The first station was built by the Metropolitan Electric Supply Company Limited (METESCo) and commissioned in 1899. It was taken over by the London Power Company Limited in 1924. It was one of four stations (the others being Bow, Deptford East and Grove Road, Saint John's Wood) which continued following the formation of the London and Home Counties Joint Electricity Authority in 1925, which resulted in closure of many smaller stations in central London.
The later Acton Lane 'B' station had three concrete cooling towers and dominated the eastern end of North Acton trading estate at Park Royal. Work on this began in 1950, initially for 56 MW. Coal was supplied by rail to sidings from the Midland railway to the north. Other power stations nearby included Neasden and Taylors Lane.
The station closed on October 31, 1983 with a generating capacity of 150 MW. It has since been demolished. A large substation remains on the north bank of the canal.
In 1985, the disused power station was used as a filming location for Aliens, where it stood in for the interior of the Hadley's Hope Atmosphere Processing Plant; director James Cameron selected the site because of its appropriately industrial appearance, and because it featured numerous raised catwalks made from metal grates that made it possible to see through the full height of the structure.
After the location was selected, it was discovered that there were significant problems with asbestos in the atmosphere within the building, and as a result the production had to spend a significant sum of money having the entire plant cleared of the substance before filming could begin. After this process was completed, the quality of the atmosphere inside the plant was actually found to be better than that in the sound stages at Pinewood Studios. Despite this, many crew members continued to wear masks as a precaution, wary that traces of the carcinogenic substance may remain. Once the location was cleaned, the interior was sprayed silver to match the futuristic aesthetic Cameron wanted. Another problem encountered at the location surrounded the use of the Colonial Marines's APC; the aircraft tug used as the basis for the APC was initially so heavy that it would have fallen through the floor of the power station and into its basement. Even after a significant amount of weight was removed from the vehicle, the building's floor had to be reinforced to support it.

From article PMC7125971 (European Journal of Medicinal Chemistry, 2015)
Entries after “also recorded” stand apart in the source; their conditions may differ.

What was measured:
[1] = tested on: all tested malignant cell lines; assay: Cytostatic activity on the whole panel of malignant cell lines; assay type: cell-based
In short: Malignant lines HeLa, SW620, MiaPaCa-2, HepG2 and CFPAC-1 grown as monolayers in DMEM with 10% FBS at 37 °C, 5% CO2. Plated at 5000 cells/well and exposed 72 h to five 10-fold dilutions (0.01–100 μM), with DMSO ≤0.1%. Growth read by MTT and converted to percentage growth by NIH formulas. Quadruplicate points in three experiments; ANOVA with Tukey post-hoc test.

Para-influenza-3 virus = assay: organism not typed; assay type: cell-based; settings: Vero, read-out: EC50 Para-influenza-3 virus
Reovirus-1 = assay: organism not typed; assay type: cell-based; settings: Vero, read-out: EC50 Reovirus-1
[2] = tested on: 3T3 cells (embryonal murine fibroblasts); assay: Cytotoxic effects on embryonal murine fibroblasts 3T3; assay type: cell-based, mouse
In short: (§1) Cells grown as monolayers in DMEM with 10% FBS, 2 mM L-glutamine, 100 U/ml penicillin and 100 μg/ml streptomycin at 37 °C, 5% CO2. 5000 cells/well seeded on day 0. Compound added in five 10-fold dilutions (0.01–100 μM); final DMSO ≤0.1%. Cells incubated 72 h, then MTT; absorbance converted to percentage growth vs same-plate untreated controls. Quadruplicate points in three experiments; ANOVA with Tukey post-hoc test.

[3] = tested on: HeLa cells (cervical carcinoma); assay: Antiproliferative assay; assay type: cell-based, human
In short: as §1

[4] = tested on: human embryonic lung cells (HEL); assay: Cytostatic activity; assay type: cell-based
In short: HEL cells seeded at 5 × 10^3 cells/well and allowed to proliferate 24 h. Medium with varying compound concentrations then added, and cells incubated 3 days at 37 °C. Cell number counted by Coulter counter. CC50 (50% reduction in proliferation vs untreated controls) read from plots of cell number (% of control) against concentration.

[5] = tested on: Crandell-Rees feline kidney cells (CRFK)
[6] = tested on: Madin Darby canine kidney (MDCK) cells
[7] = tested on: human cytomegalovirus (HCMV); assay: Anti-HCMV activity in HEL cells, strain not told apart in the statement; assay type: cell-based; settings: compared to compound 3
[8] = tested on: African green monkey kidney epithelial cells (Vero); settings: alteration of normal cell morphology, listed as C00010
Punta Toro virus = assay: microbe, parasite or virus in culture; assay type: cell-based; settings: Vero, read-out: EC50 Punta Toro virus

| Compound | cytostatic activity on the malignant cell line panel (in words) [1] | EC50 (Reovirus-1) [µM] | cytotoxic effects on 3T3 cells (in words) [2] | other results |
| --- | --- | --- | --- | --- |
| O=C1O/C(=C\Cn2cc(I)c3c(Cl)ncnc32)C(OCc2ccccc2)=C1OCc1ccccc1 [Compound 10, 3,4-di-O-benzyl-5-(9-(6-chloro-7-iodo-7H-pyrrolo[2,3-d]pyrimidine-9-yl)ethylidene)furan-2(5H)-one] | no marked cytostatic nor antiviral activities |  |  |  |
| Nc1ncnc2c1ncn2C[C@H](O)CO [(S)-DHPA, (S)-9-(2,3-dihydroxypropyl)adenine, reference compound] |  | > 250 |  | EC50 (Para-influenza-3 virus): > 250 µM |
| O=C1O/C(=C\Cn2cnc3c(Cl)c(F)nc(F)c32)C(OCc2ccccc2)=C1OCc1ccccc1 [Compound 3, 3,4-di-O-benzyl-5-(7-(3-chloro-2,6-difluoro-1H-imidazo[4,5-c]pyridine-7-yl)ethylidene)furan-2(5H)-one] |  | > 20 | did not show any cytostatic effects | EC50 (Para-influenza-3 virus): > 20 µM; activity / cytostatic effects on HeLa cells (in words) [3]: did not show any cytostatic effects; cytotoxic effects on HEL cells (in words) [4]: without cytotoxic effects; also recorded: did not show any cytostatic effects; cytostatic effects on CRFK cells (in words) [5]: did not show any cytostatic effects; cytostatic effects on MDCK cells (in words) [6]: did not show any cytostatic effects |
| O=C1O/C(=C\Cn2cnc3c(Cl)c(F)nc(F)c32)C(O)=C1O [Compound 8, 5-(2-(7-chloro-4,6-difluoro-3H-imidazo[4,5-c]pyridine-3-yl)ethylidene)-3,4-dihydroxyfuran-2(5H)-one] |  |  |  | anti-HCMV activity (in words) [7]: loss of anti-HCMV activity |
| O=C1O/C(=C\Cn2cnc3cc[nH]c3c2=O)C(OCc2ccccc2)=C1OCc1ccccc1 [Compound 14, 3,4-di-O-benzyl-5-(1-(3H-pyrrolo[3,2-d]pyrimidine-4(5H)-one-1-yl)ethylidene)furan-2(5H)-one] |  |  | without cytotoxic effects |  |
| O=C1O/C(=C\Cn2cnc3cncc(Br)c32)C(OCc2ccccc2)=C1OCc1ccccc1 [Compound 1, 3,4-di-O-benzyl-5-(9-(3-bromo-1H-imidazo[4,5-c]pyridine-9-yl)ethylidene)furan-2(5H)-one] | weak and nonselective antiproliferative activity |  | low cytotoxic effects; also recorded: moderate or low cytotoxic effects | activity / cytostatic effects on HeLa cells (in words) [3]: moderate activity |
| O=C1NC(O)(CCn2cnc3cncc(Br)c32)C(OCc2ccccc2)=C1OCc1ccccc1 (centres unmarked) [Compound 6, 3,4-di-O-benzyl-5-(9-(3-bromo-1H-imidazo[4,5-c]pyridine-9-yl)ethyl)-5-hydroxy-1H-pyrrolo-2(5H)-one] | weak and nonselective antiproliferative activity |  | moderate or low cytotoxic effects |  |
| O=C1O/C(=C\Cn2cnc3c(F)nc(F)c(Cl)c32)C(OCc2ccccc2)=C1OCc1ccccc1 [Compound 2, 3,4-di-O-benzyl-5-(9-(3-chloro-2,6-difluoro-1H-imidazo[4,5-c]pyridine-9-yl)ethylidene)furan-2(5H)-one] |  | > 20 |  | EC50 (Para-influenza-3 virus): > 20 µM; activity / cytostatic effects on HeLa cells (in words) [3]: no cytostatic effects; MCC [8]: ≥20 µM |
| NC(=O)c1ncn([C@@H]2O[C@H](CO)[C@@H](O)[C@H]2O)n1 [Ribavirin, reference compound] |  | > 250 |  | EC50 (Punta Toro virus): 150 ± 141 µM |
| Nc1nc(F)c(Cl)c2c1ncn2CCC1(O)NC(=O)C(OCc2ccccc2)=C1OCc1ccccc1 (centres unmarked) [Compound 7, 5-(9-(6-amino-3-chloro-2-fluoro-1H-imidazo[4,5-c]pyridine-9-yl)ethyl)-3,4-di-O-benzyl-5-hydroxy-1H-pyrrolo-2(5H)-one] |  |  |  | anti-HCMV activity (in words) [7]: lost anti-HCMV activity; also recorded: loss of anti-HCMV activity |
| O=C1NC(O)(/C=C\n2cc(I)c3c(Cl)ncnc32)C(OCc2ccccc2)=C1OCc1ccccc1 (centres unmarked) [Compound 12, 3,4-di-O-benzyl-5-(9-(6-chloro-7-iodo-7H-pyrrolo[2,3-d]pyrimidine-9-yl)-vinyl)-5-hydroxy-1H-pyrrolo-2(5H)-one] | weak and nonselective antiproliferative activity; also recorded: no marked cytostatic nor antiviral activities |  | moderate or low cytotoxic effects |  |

After filming ceased, the set was essentially abandoned as it was; when the power station was later chosen as a filming location for 1989's Batman, where it stood in for the Axis Chemicals works, the crew discovered most of the Aliens set still intact inside. Indeed, at several points in Batman, elements of the Atmosphere Processing Plant from Aliens are easy to make out, most notably during the shootout inside Axis Chemicals near the beginning of the film. In particular, the stairways that Ripley has to negotiate while searching for Newt are used by Jack Nicholson's character Jack Napier in Batman.
- ↑ http://www.historypin.com/attach/uid39449/map/#!/geo:51.5305,-0.2559/zoom:15/date_from:1840-01-01/date_to:2013-12-31/dialog:14309088/tab:details/
- ↑ 2.0 2.1 2.2 2.3 2.4 Gale Anne Hurd, Sigourney Weaver, Michael Biehn, Bill Paxton, Stan Winston, John Richardson. Superior Firepower: Making Aliens (2003), 20th Century Fox [DVD].
- ↑ PRE-VESTING UNDERTAKINGS (1882 - 1948), LMA/4278/01 1883 - 2003, National Archives, 
- ↑ New Power Stations,Hansard,1950-11-06,
- ↑ Mr. Redmond (16 January 1984). "Coal-fired Power Stations". Hansard. Retrieved on 1 September 2009.
- ↑ Jody Duncan. The Winston Effect: The Art and History of Stan Winston Studio, p. 88 (2006), Titan Books.
- ↑ Mark Salisbury. Alien: The Archive, p. 108 (2014), Titan Books.
- ↑ http://www.britainfromabove.org.uk/image/epw062154
- ↑ http://www.britainfromabove.org.uk/image/epw056367
- ↑ http://www.britainfromabove.org.uk/image/epw022715?quicktabs_image=0#quicktabs-image